This reading group guide for Playing with Matches includes an introduction, discussion questions, ideas for enhancing your book club, and a Q&A with author Hannah Orenstein. The suggested questions are intended to help your reading group find new and interesting angles and topics for your discussion. We hope that these ideas will enrich your conversation and increase your enjoyment of the book.Introduction
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Sasha Goldberg is a recent college graduate living in New York City with her best friend, Caroline, when she gets an unexpected job offer from Bliss, an elite dating service. Though her only experience with romance is having a successful relationship of her own with her college boyfriend, Jonathan, Sasha is determined to succeed for the people paying for her services, which include a bubbly TV executive, a forty-year-old virgin, and a consultant with a seven-page checklist for her perfect match. As she devotes hours to finding them potential partners, coaching them through tough moments, and hoping everything works out, she begins to realize the cracks in her own “happy ending,” and finds herself growing closer to a writer named Adam, who she’s recruited to date one of her clients.
A classic New York coming-of-age story, Playing with Matches
is a funny, fresh, and honest take on dating and relationships in the internet age that asks the ever-important questions: How far would you go to find The One?Topics & Questions for Discussion
1. Sasha’s secret about how her parents met is revealed in the first chapter, but it comes up again and again throughout the book. How does that origin story influence her views and decisions when it comes to relationships, if at all?
2. How do you think the technological developments in dating (apps, websites, etc.) have changed the process—for better and worse?
3. From the get-go, Sasha knows that she and Jonathan come from different worlds, but says she “feel[s] a thrill” when she thinks about his success and “normalcy,” especially when other people realize they’re together. How much do you think other people’s perceptions of our relationships dictate them?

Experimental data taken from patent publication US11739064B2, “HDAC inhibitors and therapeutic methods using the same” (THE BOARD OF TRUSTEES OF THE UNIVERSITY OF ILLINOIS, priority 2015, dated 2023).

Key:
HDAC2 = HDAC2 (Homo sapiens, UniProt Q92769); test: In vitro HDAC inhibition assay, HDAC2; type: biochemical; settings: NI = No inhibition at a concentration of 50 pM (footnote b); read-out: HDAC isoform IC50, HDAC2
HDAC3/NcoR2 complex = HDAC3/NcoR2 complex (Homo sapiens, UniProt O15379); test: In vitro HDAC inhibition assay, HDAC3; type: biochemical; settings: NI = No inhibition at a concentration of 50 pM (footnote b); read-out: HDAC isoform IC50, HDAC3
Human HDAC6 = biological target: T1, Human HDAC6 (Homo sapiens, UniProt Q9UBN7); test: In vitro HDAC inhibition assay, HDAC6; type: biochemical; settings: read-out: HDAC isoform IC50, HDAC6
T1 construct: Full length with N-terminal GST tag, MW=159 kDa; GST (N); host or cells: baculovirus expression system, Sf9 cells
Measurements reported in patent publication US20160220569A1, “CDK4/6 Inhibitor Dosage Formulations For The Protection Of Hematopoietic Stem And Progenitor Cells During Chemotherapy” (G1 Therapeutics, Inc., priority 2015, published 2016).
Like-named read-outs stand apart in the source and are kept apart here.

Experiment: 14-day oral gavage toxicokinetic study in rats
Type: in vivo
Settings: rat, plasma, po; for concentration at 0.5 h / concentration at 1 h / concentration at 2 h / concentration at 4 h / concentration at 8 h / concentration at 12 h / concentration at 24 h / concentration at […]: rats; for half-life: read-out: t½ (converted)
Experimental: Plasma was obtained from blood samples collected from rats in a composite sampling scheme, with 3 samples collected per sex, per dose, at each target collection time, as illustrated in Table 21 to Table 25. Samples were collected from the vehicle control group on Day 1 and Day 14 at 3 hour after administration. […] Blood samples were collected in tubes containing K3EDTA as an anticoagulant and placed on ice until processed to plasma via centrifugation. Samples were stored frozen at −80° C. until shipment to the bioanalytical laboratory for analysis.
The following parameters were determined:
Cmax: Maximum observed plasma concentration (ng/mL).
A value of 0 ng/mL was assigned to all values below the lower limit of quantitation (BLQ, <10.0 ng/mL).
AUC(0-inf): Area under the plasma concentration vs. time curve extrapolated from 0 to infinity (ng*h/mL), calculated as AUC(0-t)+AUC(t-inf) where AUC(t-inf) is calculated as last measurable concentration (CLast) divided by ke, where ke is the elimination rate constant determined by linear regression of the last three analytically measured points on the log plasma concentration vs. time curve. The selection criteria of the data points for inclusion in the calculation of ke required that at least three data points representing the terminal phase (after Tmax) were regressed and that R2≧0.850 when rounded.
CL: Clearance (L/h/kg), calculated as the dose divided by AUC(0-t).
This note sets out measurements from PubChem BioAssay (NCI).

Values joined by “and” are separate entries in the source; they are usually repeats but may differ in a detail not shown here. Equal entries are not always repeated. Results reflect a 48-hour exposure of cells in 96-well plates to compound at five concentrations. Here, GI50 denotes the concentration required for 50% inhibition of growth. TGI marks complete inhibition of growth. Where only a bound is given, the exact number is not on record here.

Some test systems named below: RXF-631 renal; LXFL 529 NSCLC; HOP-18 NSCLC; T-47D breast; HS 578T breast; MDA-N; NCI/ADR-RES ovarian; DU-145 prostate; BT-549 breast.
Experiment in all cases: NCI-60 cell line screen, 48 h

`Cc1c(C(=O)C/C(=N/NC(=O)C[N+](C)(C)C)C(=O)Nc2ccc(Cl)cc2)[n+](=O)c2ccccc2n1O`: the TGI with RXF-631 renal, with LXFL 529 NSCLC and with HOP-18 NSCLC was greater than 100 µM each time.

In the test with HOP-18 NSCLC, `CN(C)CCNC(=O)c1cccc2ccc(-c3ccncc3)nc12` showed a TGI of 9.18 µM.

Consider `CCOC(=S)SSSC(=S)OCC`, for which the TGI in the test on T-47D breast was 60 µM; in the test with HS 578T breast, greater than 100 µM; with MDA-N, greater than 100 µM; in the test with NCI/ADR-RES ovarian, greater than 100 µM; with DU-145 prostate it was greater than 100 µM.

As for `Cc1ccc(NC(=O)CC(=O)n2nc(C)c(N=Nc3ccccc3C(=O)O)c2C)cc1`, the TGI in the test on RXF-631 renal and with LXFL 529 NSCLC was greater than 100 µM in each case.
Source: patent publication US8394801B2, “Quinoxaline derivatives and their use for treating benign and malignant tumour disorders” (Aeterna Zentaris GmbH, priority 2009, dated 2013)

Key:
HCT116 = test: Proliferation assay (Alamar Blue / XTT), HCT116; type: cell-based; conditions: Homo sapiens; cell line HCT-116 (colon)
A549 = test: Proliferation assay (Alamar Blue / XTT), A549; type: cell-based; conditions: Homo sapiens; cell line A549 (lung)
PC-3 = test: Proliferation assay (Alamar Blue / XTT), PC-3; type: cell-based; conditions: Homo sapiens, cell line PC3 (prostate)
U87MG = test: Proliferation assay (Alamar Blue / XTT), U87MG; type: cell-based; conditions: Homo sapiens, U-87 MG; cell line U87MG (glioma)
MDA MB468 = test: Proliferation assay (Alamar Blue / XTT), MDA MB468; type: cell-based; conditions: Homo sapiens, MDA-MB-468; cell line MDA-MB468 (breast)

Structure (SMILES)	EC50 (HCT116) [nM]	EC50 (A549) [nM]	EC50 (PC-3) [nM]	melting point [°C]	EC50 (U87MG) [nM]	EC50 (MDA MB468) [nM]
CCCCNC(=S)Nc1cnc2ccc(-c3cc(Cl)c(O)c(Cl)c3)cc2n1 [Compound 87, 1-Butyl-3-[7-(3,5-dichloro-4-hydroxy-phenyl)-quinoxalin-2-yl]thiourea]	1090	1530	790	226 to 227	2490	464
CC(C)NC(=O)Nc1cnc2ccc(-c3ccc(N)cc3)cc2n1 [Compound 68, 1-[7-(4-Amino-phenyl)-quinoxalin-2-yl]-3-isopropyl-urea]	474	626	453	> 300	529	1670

4. When Sasha first meets Adam, she is setting him up with Mindy, but when it doesn’t work out, she goes out on a date with him instead. Do you think that crosses a line? What would you do in that situation?
5. How do you think men and women approach dating similarly and differently?
6. One of Sasha’s clients, Gretchen, is very specific about what she’s looking for in a partner. What would you expect or hope for when starting a new relationship? What would you be flexible about? Do you think that criteria or chemistry is more important?
7. Playing with Matches
is primarily about Sasha’s romantic entanglements with Jonathan and Adam, but are there other kinds of love she experiences? How do those relationships influence her?
8. Sasha has a few key clients—Mindy, Eddie, and Gretchen—for whom she struggles to find matches. Who would you rather have the challenge of setting up?
9. Have you ever set up a friend? Have you ever been set up? Discuss the risks and the rewards.
10. Adam and Sasha have to keep their relationship a secret, as it violates Bliss’s rules on dating clients. Would you be able to conceal your relationship like Adam and Sasha? What are the pros and cons of hiding something like this?
11. Compare and contrast Caroline’s and Sasha’s approaches to dating and relationships. Do you think that one is better than the other?
12. When Sasha considers getting back together with Jonathan, Caroline voices her disapproval by listing the times he has let her down as a boyfriend. Do you think this is appropriate? Is her honesty necessary?
13. At the end of the book, Mindy surprises Sasha with news that she’s pregnant. Sasha’s response changes everything. How would you handle that situation? Do you think Sasha does the right thing?
14. The title Playing with Matches